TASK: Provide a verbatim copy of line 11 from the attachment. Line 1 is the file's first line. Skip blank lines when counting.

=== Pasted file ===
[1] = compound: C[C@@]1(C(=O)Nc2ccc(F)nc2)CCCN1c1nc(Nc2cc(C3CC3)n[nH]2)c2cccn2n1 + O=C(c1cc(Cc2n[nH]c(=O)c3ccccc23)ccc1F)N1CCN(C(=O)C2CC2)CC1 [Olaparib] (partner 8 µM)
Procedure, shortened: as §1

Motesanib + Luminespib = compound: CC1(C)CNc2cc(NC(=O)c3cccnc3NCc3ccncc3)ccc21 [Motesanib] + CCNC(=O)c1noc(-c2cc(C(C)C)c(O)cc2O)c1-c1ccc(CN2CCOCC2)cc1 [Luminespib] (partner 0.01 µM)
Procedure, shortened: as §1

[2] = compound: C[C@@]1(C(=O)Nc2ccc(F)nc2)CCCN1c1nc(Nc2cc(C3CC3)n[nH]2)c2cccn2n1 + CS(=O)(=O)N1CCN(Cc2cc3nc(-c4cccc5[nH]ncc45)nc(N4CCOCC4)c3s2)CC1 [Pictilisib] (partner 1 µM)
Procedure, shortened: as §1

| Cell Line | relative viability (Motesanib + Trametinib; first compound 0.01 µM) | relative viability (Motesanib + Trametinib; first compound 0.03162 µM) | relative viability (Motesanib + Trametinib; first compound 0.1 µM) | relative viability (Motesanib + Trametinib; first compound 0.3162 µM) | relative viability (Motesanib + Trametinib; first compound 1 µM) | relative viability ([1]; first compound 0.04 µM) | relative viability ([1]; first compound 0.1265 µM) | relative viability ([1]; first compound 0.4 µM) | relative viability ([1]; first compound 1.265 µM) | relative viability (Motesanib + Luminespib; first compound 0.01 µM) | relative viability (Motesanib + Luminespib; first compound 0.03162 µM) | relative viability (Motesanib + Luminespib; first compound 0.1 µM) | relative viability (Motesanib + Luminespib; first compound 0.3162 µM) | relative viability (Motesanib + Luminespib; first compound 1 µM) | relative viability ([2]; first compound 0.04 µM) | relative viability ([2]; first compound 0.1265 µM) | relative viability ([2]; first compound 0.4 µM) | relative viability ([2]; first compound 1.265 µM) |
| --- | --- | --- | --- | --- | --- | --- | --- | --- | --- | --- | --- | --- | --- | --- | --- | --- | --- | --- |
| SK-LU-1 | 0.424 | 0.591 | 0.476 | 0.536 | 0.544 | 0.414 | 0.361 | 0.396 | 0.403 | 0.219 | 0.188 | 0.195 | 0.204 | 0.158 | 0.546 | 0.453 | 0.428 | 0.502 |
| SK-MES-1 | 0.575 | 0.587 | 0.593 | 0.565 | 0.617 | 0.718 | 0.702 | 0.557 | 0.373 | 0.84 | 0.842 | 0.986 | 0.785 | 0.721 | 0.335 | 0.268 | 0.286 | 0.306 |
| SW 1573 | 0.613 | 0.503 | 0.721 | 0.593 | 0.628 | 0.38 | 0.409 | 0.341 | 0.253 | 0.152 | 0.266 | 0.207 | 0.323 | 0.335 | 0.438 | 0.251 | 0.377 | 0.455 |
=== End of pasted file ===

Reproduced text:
| SW 1573 | 0.613 | 0.503 | 0.721 | 0.593 | 0.628 | 0.38 | 0.409 | 0.341 | 0.253 | 0.152 | 0.266 | 0.207 | 0.323 | 0.335 | 0.438 | 0.251 | 0.377 | 0.455 |